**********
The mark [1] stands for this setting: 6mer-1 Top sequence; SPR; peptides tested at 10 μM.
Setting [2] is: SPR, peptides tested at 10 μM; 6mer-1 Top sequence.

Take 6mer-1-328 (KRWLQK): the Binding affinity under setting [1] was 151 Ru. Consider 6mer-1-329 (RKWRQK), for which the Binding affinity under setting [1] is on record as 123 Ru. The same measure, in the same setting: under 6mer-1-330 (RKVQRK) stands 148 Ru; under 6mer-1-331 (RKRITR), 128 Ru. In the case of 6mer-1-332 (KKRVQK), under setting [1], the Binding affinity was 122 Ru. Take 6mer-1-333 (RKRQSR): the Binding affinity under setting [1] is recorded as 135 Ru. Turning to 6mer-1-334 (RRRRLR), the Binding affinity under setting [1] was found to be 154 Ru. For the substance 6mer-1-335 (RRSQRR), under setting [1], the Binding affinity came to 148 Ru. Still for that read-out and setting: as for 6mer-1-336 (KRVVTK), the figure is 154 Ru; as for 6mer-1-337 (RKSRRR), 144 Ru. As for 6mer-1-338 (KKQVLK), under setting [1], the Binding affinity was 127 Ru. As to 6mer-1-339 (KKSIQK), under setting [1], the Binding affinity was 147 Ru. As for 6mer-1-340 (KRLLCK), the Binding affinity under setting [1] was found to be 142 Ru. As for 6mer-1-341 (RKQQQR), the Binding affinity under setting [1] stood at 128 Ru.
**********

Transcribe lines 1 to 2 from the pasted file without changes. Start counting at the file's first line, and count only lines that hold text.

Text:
The mark [1] stands for this setting: 6mer-1 Top sequence; SPR; peptides tested at 10 μM.
Setting [2] is: SPR, peptides tested at 10 μM; 6mer-1 Top sequence.